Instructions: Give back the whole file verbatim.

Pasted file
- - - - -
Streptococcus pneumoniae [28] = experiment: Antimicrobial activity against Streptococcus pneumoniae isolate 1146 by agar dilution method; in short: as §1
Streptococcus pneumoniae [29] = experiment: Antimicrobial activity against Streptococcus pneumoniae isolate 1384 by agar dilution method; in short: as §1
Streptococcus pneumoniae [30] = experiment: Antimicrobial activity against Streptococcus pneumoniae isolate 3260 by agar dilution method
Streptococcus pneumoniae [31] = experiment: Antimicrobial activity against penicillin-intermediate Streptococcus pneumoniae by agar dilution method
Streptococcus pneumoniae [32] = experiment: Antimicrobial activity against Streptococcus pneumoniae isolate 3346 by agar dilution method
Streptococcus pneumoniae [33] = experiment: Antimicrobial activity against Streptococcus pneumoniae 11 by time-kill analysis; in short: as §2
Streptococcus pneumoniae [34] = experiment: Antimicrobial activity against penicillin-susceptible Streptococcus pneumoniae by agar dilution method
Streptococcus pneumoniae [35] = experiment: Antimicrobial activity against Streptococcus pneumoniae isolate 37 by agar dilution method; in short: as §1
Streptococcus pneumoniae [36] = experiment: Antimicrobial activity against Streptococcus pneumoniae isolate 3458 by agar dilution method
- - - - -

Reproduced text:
Streptococcus pneumoniae [28] = experiment: Antimicrobial activity against Streptococcus pneumoniae isolate 1146 by agar dilution method; in short: as §1
Streptococcus pneumoniae [29] = experiment: Antimicrobial activity against Streptococcus pneumoniae isolate 1384 by agar dilution method; in short: as §1
Streptococcus pneumoniae [30] = experiment: Antimicrobial activity against Streptococcus pneumoniae isolate 3260 by agar dilution method
Streptococcus pneumoniae [31] = experiment: Antimicrobial activity against penicillin-intermediate Streptococcus pneumoniae by agar dilution method
Streptococcus pneumoniae [32] = experiment: Antimicrobial activity against Streptococcus pneumoniae isolate 3346 by agar dilution method
Streptococcus pneumoniae [33] = experiment: Antimicrobial activity against Streptococcus pneumoniae 11 by time-kill analysis; in short: as §2
Streptococcus pneumoniae [34] = experiment: Antimicrobial activity against penicillin-susceptible Streptococcus pneumoniae by agar dilution method
Streptococcus pneumoniae [35] = experiment: Antimicrobial activity against Streptococcus pneumoniae isolate 37 by agar dilution method; in short: as §1
Streptococcus pneumoniae [36] = experiment: Antimicrobial activity against Streptococcus pneumoniae isolate 3458 by agar dilution method